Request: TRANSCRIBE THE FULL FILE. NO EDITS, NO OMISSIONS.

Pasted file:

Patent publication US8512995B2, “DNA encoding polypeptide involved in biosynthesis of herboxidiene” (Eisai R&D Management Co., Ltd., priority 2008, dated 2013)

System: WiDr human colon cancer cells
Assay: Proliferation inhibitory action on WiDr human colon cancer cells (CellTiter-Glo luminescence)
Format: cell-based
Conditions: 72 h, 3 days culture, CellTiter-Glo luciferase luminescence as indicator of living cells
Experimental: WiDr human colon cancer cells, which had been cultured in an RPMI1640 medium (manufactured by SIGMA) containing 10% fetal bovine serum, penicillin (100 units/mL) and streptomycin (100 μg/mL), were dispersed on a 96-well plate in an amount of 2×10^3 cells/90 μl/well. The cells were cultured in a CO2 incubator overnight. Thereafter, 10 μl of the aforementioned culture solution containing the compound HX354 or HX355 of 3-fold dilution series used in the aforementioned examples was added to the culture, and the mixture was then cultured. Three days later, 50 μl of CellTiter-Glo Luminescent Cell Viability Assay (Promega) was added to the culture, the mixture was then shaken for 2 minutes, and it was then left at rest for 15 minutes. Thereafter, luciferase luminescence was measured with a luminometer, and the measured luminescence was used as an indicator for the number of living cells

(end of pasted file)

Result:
Patent publication US8512995B2, “DNA encoding polypeptide involved in biosynthesis of herboxidiene” (Eisai R&D Management Co., Ltd., priority 2008, dated 2013)

System: WiDr human colon cancer cells
Assay: Proliferation inhibitory action on WiDr human colon cancer cells (CellTiter-Glo luminescence)
Format: cell-based
Conditions: 72 h, 3 days culture, CellTiter-Glo luciferase luminescence as indicator of living cells
Experimental: WiDr human colon cancer cells, which had been cultured in an RPMI1640 medium (manufactured by SIGMA) containing 10% fetal bovine serum, penicillin (100 units/mL) and streptomycin (100 μg/mL), were dispersed on a 96-well plate in an amount of 2×10^3 cells/90 μl/well. The cells were cultured in a CO2 incubator overnight. Thereafter, 10 μl of the aforementioned culture solution containing the compound HX354 or HX355 of 3-fold dilution series used in the aforementioned examples was added to the culture, and the mixture was then cultured. Three days later, 50 μl of CellTiter-Glo Luminescent Cell Viability Assay (Promega) was added to the culture, the mixture was then shaken for 2 minutes, and it was then left at rest for 15 minutes. Thereafter, luciferase luminescence was measured with a luminometer, and the measured luminescence was used as an indicator for the number of living cells